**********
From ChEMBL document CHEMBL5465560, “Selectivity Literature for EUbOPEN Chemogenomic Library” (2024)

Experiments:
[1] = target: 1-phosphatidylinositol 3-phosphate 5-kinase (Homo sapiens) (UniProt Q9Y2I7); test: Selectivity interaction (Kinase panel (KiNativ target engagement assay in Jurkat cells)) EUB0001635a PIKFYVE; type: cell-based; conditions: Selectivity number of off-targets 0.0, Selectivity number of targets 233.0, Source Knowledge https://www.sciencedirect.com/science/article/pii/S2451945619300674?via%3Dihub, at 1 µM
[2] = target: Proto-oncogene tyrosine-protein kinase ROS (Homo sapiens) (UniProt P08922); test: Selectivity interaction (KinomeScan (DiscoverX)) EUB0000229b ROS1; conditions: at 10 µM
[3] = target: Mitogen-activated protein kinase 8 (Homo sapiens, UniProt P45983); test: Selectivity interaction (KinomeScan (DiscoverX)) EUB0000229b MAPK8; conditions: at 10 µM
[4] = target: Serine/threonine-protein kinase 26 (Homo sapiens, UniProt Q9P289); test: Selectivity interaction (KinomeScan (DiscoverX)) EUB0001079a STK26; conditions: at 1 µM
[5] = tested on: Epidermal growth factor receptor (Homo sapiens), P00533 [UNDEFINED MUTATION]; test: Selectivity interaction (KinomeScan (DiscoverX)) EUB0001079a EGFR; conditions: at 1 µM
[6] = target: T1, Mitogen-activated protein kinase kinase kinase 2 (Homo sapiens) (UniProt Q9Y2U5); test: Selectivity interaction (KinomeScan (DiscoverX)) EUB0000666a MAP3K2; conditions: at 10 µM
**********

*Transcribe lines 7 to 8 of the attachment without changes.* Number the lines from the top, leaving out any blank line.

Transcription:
[5] = tested on: Epidermal growth factor receptor (Homo sapiens), P00533 [UNDEFINED MUTATION]; test: Selectivity interaction (KinomeScan (DiscoverX)) EUB0001079a EGFR; conditions: at 1 µM
[6] = target: T1, Mitogen-activated protein kinase kinase kinase 2 (Homo sapiens) (UniProt Q9Y2U5); test: Selectivity interaction (KinomeScan (DiscoverX)) EUB0000666a MAP3K2; conditions: at 10 µM